Ivan Hlinka, who built the Czech Republic national team into a gold medal-winning world power, will join the Pittsburgh Penguins as associate head coach and apparently will succeed Herb Brooks as coach next season.
The Penguins, the first NHL team to draft heavily in Europe and the first to build their roster around players from the continent, now seem intent on being the first to have a European-born coach.
Brooks, the Miracle on Ice coach of the 1980 U.S. Olympic champions, replaced Kevin Constantine on Dec. 9 and has since coaxed the Penguins back into the playoff race with a 15-11-1 record. But it has been widely known in the Penguins' organization that he did not want the job long-term.
"Herb's not going to be able to coach forever," general manager Craig Patrick said Monday. "I look at hockey ability and hockey minds and try to find strong people, and to be able to bring in someone of this caliber is excellent for this organization."
By joining the Penguins now, Hlinka can spend two months familiarizing himself with the NHL and the Penguins, nearly half of whom are Europeans. Six are Czechs, led by NHL scoring leader Jaromir Jagr, and four played for his 1998 Olympic champions.
Patrick would not confirm Monday that Hlinka will take over when Brooks steps down, but others in the organization say it's a foregone conclusion the next coach now is in place.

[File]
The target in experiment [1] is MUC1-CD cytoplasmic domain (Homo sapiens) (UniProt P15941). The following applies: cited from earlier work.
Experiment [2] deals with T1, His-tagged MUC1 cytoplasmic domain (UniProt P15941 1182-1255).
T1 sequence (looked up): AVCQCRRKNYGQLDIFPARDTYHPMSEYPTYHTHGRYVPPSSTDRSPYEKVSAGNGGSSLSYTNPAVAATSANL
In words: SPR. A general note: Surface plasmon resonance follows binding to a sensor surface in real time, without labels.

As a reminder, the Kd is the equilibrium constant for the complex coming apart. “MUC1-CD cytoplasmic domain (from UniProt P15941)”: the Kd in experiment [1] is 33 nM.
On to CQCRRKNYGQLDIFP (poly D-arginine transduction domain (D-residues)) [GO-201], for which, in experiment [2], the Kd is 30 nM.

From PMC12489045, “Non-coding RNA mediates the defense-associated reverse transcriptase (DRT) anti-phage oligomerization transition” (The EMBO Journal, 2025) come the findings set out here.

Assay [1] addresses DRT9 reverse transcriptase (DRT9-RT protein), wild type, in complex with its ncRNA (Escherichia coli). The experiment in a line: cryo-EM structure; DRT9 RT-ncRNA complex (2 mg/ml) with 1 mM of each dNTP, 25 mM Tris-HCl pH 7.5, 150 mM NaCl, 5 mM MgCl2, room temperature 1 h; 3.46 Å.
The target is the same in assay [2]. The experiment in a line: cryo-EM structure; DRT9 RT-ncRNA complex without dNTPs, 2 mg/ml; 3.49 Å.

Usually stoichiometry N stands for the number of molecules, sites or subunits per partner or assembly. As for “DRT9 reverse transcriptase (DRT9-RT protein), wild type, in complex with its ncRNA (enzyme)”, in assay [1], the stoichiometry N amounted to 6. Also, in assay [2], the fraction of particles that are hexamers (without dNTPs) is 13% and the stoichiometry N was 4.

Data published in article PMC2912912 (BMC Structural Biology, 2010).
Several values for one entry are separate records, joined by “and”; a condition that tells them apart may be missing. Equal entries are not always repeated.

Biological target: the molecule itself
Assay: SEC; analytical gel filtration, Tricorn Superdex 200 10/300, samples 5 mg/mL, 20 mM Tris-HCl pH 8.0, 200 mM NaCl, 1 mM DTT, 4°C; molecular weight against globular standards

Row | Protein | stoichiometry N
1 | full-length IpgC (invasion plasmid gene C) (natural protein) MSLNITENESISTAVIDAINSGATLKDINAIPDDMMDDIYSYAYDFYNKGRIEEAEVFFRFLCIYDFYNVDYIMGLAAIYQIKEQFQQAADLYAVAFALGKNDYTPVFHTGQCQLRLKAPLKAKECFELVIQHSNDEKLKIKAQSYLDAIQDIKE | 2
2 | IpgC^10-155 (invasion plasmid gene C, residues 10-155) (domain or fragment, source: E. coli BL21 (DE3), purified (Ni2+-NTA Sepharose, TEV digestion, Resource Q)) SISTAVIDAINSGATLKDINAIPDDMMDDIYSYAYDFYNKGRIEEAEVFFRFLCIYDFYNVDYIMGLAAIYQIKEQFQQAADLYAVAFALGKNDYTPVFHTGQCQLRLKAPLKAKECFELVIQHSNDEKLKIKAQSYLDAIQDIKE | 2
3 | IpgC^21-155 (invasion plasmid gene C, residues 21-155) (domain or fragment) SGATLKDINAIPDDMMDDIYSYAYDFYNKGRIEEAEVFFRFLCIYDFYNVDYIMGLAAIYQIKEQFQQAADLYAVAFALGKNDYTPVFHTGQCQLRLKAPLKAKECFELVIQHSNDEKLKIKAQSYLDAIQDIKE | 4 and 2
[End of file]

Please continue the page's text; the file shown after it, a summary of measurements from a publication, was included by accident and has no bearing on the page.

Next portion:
Jagr has often spoken glowingly about Hlinka, but Jagr also worries the 50-year-old Hlinka would get an inordinate amount of scrutiny, attention and, perhaps, criticism as the NHL's first European coach.
"He's going to be the first coach, and it's always tough for the first guy," Jagr said.
Hlinka's strengths are his ability to communicate with his players and to gain their trust, but Jagr said it was easier for him to do that in the Czech Republic because the players spoke the same language.
"How are the other (non-Czech) players going to react? How is he going to treat the players?" Jagr said. "How are the fans going to react if it's not going well? I'm worried about it because I love this team and I want it to do well."
Hlinka's English is passable and will improve with time, according to Patrick, who said the Penguins couldn't pass up the opportunity to hire a world-class coach.
If nothing else, the Penguins now lead the NHL with two Olympic gold medal-winning coaches.
"He did a great job in Nagano, but what the most important to us is what he's done with the Czech national team since then," Patrick said. "Their program was in disarray when he took it over, and he brought it along to be the top program in world right now as far as international competition. That speaks volumes about what we think he can do."
Hlinka spent a week with the Penguins last month, talking coaching philosophies and techniques with Patrick and Brooks. At the time, the Penguins referred to him as a consultant. Patrick continued the talks over the phone after Hlinka returned to Europe to coach a Czech team in a Swedish tournament.
Hlinka will rejoin the Penguins sometime next week.
"He gets a lot of respect from the players because he gives respect to the players," said Jagr, who often bristled at Constantine's the-system-comes-first coaching style. "You've got to give the game to the players, let them know they're the key, don't just be `Me, me, me, I'm the coach.' "
Hlinka played in the NHL for the Vancouver Canucks from 1981-83, scoring 42 goals and getting 81 assists for 123 points in 137 games. He also played on the Czechoslovakian team in the 1972 and 1976 Olympics.
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